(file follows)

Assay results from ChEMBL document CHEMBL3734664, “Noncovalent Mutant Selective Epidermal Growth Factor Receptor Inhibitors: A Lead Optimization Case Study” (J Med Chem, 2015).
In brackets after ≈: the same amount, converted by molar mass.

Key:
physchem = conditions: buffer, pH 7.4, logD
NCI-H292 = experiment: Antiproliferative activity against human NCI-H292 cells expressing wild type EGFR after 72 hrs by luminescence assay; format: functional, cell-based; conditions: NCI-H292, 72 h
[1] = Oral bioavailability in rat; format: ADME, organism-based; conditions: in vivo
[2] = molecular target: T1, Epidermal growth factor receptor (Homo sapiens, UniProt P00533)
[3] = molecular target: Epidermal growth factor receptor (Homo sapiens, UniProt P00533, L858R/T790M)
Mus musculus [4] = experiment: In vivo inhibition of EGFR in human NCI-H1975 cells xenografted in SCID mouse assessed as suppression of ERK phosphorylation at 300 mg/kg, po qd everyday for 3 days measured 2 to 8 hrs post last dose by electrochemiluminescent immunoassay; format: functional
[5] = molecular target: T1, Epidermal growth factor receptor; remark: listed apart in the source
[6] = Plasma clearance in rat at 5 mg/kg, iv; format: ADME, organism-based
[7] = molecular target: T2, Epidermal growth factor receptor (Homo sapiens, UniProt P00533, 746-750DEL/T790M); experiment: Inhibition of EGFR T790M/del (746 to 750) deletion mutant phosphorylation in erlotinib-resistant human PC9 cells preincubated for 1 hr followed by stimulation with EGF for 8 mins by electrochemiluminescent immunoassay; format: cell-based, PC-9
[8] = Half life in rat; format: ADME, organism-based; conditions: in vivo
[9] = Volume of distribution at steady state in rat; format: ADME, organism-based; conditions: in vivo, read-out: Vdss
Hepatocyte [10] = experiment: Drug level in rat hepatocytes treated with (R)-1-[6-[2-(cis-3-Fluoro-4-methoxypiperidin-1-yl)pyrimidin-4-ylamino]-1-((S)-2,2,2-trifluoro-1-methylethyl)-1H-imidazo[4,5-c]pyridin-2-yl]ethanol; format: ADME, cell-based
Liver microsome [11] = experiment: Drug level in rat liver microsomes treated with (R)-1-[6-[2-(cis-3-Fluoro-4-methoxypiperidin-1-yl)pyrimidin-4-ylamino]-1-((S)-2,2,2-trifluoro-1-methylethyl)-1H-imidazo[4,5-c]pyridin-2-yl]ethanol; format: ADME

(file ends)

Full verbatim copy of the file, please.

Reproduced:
Assay results from ChEMBL document CHEMBL3734664, “Noncovalent Mutant Selective Epidermal Growth Factor Receptor Inhibitors: A Lead Optimization Case Study” (J Med Chem, 2015).
In brackets after ≈: the same amount, converted by molar mass.

Key:
physchem = conditions: buffer, pH 7.4, logD
NCI-H292 = experiment: Antiproliferative activity against human NCI-H292 cells expressing wild type EGFR after 72 hrs by luminescence assay; format: functional, cell-based; conditions: NCI-H292, 72 h
[1] = Oral bioavailability in rat; format: ADME, organism-based; conditions: in vivo
[2] = molecular target: T1, Epidermal growth factor receptor (Homo sapiens, UniProt P00533)
[3] = molecular target: Epidermal growth factor receptor (Homo sapiens, UniProt P00533, L858R/T790M)
Mus musculus [4] = experiment: In vivo inhibition of EGFR in human NCI-H1975 cells xenografted in SCID mouse assessed as suppression of ERK phosphorylation at 300 mg/kg, po qd everyday for 3 days measured 2 to 8 hrs post last dose by electrochemiluminescent immunoassay; format: functional
[5] = molecular target: T1, Epidermal growth factor receptor; remark: listed apart in the source
[6] = Plasma clearance in rat at 5 mg/kg, iv; format: ADME, organism-based
[7] = molecular target: T2, Epidermal growth factor receptor (Homo sapiens, UniProt P00533, 746-750DEL/T790M); experiment: Inhibition of EGFR T790M/del (746 to 750) deletion mutant phosphorylation in erlotinib-resistant human PC9 cells preincubated for 1 hr followed by stimulation with EGF for 8 mins by electrochemiluminescent immunoassay; format: cell-based, PC-9
[8] = Half life in rat; format: ADME, organism-based; conditions: in vivo
[9] = Volume of distribution at steady state in rat; format: ADME, organism-based; conditions: in vivo, read-out: Vdss
Hepatocyte [10] = experiment: Drug level in rat hepatocytes treated with (R)-1-[6-[2-(cis-3-Fluoro-4-methoxypiperidin-1-yl)pyrimidin-4-ylamino]-1-((S)-2,2,2-trifluoro-1-methylethyl)-1H-imidazo[4,5-c]pyridin-2-yl]ethanol; format: ADME, cell-based
Liver microsome [11] = experiment: Drug level in rat liver microsomes treated with (R)-1-[6-[2-(cis-3-Fluoro-4-methoxypiperidin-1-yl)pyrimidin-4-ylamino]-1-((S)-2,2,2-trifluoro-1-methylethyl)-1H-imidazo[4,5-c]pyridin-2-yl]ethanol; format: ADME